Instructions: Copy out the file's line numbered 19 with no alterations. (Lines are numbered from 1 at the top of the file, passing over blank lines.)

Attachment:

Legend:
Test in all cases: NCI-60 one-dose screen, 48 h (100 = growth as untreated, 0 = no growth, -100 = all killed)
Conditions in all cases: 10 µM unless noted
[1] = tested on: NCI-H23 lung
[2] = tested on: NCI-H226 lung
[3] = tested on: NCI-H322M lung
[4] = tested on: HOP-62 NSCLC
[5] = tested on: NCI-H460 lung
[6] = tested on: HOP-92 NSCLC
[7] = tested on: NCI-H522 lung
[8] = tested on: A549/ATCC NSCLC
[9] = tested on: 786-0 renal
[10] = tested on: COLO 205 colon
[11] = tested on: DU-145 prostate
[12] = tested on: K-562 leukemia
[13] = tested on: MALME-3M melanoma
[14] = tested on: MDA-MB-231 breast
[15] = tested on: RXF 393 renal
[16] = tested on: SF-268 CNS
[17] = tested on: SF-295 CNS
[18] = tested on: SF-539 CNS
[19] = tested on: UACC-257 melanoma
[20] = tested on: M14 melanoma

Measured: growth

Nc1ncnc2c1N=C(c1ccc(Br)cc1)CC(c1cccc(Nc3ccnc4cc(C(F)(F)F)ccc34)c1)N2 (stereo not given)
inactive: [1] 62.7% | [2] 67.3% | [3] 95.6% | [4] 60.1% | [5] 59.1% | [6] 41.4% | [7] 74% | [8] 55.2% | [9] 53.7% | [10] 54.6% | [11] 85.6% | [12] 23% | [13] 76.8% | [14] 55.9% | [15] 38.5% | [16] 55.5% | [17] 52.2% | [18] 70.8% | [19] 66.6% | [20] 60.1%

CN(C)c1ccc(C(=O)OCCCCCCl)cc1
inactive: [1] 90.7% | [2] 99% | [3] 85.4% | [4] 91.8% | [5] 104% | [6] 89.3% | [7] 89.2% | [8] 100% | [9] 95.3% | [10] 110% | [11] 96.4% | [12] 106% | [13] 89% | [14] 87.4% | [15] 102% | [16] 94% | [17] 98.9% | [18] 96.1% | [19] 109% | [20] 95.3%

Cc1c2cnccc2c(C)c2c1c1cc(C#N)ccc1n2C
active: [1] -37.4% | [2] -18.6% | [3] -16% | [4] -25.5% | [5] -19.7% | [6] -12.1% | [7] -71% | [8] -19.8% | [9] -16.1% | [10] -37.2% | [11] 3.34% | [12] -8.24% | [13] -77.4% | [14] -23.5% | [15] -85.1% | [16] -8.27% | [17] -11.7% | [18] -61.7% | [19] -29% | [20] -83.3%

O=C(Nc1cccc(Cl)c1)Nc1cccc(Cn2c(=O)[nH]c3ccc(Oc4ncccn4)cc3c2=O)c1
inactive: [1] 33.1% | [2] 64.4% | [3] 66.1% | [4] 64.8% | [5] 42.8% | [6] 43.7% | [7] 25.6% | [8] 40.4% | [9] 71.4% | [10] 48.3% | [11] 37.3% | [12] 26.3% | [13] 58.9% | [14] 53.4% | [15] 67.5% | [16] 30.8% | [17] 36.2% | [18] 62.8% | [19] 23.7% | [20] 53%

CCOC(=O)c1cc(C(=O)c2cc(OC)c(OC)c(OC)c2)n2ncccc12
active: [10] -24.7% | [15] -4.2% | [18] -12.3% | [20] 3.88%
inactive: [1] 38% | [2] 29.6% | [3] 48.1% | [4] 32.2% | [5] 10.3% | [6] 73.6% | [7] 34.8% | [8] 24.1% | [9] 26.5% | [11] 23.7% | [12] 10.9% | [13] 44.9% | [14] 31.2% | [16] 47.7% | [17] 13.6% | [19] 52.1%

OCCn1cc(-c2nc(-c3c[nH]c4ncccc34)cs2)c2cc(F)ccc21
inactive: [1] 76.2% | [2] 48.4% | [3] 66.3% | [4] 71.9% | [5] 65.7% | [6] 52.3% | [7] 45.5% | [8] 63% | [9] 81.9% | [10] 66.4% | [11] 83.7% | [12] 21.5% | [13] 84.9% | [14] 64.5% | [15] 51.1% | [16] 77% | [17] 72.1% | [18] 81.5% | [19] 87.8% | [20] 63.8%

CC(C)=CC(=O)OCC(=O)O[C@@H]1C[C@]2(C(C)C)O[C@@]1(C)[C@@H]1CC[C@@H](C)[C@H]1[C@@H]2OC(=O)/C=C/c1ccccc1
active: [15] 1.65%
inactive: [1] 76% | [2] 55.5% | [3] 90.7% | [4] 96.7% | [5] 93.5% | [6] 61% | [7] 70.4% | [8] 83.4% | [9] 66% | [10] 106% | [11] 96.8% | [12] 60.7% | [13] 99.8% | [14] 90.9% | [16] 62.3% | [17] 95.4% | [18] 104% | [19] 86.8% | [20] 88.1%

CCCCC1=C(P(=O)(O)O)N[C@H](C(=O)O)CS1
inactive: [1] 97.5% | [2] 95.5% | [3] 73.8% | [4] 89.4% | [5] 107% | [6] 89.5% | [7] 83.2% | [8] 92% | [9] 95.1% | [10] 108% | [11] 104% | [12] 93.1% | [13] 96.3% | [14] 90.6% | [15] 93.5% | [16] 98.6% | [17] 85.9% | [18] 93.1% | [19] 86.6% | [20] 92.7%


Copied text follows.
[16] = tested on: SF-268 CNS